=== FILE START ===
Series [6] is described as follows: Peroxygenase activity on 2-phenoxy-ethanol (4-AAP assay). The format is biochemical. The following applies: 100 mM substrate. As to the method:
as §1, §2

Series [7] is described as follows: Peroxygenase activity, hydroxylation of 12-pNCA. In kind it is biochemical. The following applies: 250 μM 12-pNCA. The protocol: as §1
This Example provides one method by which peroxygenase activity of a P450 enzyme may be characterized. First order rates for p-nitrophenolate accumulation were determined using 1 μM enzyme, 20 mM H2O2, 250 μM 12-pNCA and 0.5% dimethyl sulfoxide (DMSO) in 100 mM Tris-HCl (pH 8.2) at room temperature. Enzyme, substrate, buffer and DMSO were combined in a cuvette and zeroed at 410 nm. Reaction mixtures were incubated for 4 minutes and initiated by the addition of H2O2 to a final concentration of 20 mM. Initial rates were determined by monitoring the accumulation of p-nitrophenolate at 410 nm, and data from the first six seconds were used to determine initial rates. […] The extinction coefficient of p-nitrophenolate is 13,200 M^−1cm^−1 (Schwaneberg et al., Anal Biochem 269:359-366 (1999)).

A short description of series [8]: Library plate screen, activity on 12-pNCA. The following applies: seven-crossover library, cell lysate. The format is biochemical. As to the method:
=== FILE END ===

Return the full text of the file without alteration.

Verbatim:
Series [6] is described as follows: Peroxygenase activity on 2-phenoxy-ethanol (4-AAP assay). The format is biochemical. The following applies: 100 mM substrate. As to the method:
as §1, §2

Series [7] is described as follows: Peroxygenase activity, hydroxylation of 12-pNCA. In kind it is biochemical. The following applies: 250 μM 12-pNCA. The protocol: as §1
This Example provides one method by which peroxygenase activity of a P450 enzyme may be characterized. First order rates for p-nitrophenolate accumulation were determined using 1 μM enzyme, 20 mM H2O2, 250 μM 12-pNCA and 0.5% dimethyl sulfoxide (DMSO) in 100 mM Tris-HCl (pH 8.2) at room temperature. Enzyme, substrate, buffer and DMSO were combined in a cuvette and zeroed at 410 nm. Reaction mixtures were incubated for 4 minutes and initiated by the addition of H2O2 to a final concentration of 20 mM. Initial rates were determined by monitoring the accumulation of p-nitrophenolate at 410 nm, and data from the first six seconds were used to determine initial rates. […] The extinction coefficient of p-nitrophenolate is 13,200 M^−1cm^−1 (Schwaneberg et al., Anal Biochem 269:359-366 (1999)).

A short description of series [8]: Library plate screen, activity on 12-pNCA. The following applies: seven-crossover library, cell lysate. The format is biochemical. As to the method: